If there had been any doubt regarding the importance of the protest that began more than a week ago on Tel Aviv's Rothschild Boulevard and reached a peak with Saturday night's demonstration in the city - it disappeared under the zigzagging of Prime Minister Benjamin Netanyahu and his circle. This ranged from denouncing demonstrators as "leftist extremists" and "foreign-funded radicals," to giving them a public bear hug yesterday. The reactions of politicians from all the parties, who have rushed to formulate draft bills and regulations for housing reform, prove that the protest is not the mere caprice of spoiled kids who aren't willing to live outside the Tel Aviv area, as the housing minister claimed.
Like the protest over high gasoline prices and the boycott of cottage cheese, from the start the tent protest reflected discomfort on the part of the middle class. This pillar of Israeli society carries most of the burden of citizens' duties to the state: It works, pay taxes and serves in the army. For the past several years members of the middle class have grown increasingly frustrated, feeling - justifiably - that they are being passed over in the distribution of resources. While the prime minister and the finance minister boast of Israel's success in the face of the deepening financial crisis in Europe and the United States, the economic fruits of this success are being picked by sectors of society with higher political priority: They enjoy rock-bottom prices on housing, education and welfare, while the wealth is increasingly concentrated in the hands of a very small group, with ever-expanding political influence.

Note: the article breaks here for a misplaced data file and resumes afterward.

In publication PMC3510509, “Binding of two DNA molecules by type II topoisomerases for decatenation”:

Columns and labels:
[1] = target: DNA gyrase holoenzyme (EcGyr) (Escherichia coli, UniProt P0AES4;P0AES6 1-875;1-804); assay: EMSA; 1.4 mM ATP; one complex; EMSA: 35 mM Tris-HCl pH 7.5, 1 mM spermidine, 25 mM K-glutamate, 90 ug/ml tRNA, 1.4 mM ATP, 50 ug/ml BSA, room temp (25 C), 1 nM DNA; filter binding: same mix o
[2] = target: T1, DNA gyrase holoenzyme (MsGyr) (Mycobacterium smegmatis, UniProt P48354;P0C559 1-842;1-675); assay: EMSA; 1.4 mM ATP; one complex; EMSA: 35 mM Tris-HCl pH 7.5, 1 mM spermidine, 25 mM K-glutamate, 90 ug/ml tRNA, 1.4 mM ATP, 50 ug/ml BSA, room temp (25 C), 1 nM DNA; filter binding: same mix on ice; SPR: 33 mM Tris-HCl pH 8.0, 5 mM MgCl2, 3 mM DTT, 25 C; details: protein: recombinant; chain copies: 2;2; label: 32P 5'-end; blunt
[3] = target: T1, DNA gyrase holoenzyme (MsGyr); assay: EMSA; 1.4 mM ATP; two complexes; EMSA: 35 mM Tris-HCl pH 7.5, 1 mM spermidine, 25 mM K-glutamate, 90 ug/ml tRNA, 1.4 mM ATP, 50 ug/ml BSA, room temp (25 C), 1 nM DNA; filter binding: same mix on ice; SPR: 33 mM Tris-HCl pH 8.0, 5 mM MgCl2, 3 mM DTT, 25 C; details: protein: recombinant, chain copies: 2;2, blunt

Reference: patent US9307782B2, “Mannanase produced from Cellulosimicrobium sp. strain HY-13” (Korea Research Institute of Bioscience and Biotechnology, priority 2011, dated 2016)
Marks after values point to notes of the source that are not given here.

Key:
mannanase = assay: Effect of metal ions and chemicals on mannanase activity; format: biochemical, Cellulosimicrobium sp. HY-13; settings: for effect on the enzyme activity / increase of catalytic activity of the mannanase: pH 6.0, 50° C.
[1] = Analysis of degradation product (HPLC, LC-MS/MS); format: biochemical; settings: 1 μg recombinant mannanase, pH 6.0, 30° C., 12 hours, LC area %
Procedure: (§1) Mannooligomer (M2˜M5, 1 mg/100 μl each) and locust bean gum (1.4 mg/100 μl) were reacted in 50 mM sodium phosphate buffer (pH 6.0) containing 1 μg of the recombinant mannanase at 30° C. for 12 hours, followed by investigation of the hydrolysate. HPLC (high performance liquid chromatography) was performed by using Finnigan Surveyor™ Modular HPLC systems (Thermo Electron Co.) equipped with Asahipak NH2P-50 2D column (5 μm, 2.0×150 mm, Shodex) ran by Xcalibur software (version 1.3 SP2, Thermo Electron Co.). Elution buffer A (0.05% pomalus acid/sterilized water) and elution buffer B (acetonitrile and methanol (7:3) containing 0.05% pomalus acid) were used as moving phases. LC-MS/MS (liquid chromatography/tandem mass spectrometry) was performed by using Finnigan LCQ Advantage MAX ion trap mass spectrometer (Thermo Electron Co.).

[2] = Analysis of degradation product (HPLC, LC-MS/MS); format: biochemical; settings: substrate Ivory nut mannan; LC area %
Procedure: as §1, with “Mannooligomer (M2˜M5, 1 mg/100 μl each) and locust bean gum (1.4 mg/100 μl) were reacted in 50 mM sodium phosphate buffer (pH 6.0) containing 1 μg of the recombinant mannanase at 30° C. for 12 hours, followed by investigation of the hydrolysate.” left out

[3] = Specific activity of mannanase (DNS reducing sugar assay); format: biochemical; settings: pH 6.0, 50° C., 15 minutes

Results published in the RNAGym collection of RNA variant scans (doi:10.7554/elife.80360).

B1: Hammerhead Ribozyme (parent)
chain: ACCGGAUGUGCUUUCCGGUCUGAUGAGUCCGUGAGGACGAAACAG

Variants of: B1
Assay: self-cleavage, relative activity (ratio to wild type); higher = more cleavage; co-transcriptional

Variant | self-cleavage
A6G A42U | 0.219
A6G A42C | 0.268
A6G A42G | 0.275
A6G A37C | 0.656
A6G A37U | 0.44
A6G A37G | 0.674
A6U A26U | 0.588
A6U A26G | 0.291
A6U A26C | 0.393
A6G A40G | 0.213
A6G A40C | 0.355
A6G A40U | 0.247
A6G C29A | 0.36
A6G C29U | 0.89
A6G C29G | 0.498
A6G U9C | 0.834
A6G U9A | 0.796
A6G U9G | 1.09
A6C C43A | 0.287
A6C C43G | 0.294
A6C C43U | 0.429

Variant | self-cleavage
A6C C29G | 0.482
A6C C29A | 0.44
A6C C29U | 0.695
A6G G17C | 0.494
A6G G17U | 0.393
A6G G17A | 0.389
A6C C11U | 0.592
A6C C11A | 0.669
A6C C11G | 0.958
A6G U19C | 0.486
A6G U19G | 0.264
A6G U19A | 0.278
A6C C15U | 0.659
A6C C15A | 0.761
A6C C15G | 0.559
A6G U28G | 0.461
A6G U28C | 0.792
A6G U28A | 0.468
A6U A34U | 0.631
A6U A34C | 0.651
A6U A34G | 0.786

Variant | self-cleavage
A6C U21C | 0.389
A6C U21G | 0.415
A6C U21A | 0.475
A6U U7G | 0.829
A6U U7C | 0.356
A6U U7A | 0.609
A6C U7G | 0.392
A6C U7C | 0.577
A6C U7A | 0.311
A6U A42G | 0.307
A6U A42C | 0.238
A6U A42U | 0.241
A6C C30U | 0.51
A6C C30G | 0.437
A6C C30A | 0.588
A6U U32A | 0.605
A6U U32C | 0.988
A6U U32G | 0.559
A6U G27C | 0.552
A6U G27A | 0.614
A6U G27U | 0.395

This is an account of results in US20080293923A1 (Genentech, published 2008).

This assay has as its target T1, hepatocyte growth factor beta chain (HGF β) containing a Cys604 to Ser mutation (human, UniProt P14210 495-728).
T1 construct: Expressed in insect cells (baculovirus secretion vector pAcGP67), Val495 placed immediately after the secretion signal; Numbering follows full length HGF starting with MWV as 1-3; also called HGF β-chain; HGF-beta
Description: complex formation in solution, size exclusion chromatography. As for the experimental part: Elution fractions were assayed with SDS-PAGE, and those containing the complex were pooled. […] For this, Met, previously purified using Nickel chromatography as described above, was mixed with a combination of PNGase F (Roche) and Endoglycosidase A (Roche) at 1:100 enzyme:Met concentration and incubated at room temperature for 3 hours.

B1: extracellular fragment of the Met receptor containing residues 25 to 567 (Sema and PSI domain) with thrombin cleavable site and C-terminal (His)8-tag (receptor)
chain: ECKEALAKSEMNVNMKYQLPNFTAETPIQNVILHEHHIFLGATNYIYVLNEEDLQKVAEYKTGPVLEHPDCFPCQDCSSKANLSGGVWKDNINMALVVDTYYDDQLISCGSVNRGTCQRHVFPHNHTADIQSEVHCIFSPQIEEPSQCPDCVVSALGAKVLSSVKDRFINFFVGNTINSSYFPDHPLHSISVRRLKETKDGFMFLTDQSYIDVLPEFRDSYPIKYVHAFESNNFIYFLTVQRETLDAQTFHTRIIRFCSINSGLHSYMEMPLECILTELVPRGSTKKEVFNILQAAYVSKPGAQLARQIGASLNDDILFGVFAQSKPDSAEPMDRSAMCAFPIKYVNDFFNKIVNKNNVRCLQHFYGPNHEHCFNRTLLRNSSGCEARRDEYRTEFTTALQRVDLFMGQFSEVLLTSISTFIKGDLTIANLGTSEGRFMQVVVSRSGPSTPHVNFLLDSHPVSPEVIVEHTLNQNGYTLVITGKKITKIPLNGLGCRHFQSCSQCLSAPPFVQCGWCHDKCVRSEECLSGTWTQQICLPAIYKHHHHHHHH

The tens of thousands of demonstrators who turned out Saturday night were therefore not speaking only about the housing crunch. As with their counterparts in Spain, Portugal and Greece, and the courageous revolutionaries who overthrew the Tunisian and Egyptian regimes, these young, educated professionals also expressed significant discontent with the distorted priorities of their government. They too demanded a more just distribution of resources, a commitment by the state to the well-being of its citizens and even restoration of the welfare state.
Even if representatives of the right escalate their verbal assaults on the Rothschild demonstrators, and even if the cabinet suddenly dispatches a "supertanker" to put out the flash fire - there is no escaping the truth of the protest. This is a welcome awakening. It must not remain in the public square, and must receive expression also within the political system.
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